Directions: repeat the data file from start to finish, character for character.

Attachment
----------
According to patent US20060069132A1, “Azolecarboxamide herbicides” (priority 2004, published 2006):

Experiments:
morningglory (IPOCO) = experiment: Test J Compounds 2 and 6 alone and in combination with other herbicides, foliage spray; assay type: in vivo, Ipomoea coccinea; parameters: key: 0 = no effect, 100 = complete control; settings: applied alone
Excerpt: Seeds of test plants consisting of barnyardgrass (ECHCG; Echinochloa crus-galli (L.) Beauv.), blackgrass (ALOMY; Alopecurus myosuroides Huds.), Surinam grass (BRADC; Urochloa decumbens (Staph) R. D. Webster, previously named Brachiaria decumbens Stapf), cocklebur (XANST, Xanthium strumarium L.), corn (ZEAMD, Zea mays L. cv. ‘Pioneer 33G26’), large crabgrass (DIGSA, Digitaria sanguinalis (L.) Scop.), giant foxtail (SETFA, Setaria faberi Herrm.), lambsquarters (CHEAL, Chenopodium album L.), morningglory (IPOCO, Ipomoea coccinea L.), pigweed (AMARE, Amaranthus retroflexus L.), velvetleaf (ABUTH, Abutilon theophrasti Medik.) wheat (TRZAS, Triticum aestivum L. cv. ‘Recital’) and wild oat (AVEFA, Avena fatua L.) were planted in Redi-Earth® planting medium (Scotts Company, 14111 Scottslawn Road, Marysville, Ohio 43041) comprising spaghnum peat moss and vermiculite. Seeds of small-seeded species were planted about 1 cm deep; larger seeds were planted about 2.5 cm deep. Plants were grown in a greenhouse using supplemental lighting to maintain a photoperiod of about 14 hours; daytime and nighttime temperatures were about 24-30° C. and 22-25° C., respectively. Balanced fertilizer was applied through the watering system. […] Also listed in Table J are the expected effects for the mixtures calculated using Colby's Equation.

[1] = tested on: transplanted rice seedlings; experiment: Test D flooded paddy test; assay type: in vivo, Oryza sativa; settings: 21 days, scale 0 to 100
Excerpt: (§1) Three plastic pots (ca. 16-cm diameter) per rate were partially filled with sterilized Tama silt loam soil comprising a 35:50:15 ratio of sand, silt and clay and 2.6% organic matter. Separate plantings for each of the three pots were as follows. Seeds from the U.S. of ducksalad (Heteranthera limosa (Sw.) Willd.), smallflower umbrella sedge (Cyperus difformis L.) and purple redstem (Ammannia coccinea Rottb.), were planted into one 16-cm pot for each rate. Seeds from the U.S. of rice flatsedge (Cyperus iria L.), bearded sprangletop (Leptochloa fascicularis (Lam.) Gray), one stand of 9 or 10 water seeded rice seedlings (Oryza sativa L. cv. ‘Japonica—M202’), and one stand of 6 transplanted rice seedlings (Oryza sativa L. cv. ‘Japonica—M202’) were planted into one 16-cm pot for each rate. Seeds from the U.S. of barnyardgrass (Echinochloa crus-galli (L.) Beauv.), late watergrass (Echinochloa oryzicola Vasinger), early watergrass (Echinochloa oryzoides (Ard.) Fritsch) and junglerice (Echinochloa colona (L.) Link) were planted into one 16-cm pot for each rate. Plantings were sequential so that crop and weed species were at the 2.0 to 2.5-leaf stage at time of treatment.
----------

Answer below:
According to patent US20060069132A1, “Azolecarboxamide herbicides” (priority 2004, published 2006):

Experiments:
morningglory (IPOCO) = experiment: Test J Compounds 2 and 6 alone and in combination with other herbicides, foliage spray; assay type: in vivo, Ipomoea coccinea; parameters: key: 0 = no effect, 100 = complete control; settings: applied alone
Excerpt: Seeds of test plants consisting of barnyardgrass (ECHCG; Echinochloa crus-galli (L.) Beauv.), blackgrass (ALOMY; Alopecurus myosuroides Huds.), Surinam grass (BRADC; Urochloa decumbens (Staph) R. D. Webster, previously named Brachiaria decumbens Stapf), cocklebur (XANST, Xanthium strumarium L.), corn (ZEAMD, Zea mays L. cv. ‘Pioneer 33G26’), large crabgrass (DIGSA, Digitaria sanguinalis (L.) Scop.), giant foxtail (SETFA, Setaria faberi Herrm.), lambsquarters (CHEAL, Chenopodium album L.), morningglory (IPOCO, Ipomoea coccinea L.), pigweed (AMARE, Amaranthus retroflexus L.), velvetleaf (ABUTH, Abutilon theophrasti Medik.) wheat (TRZAS, Triticum aestivum L. cv. ‘Recital’) and wild oat (AVEFA, Avena fatua L.) were planted in Redi-Earth® planting medium (Scotts Company, 14111 Scottslawn Road, Marysville, Ohio 43041) comprising spaghnum peat moss and vermiculite. Seeds of small-seeded species were planted about 1 cm deep; larger seeds were planted about 2.5 cm deep. Plants were grown in a greenhouse using supplemental lighting to maintain a photoperiod of about 14 hours; daytime and nighttime temperatures were about 24-30° C. and 22-25° C., respectively. Balanced fertilizer was applied through the watering system. […] Also listed in Table J are the expected effects for the mixtures calculated using Colby's Equation.

[1] = tested on: transplanted rice seedlings; experiment: Test D flooded paddy test; assay type: in vivo, Oryza sativa; settings: 21 days, scale 0 to 100
Excerpt: (§1) Three plastic pots (ca. 16-cm diameter) per rate were partially filled with sterilized Tama silt loam soil comprising a 35:50:15 ratio of sand, silt and clay and 2.6% organic matter. Separate plantings for each of the three pots were as follows. Seeds from the U.S. of ducksalad (Heteranthera limosa (Sw.) Willd.), smallflower umbrella sedge (Cyperus difformis L.) and purple redstem (Ammannia coccinea Rottb.), were planted into one 16-cm pot for each rate. Seeds from the U.S. of rice flatsedge (Cyperus iria L.), bearded sprangletop (Leptochloa fascicularis (Lam.) Gray), one stand of 9 or 10 water seeded rice seedlings (Oryza sativa L. cv. ‘Japonica—M202’), and one stand of 6 transplanted rice seedlings (Oryza sativa L. cv. ‘Japonica—M202’) were planted into one 16-cm pot for each rate. Seeds from the U.S. of barnyardgrass (Echinochloa crus-galli (L.) Beauv.), late watergrass (Echinochloa oryzicola Vasinger), early watergrass (Echinochloa oryzoides (Ard.) Fritsch) and junglerice (Echinochloa colona (L.) Link) were planted into one 16-cm pot for each rate. Plantings were sequential so that crop and weed species were at the 2.0 to 2.5-leaf stage at time of treatment.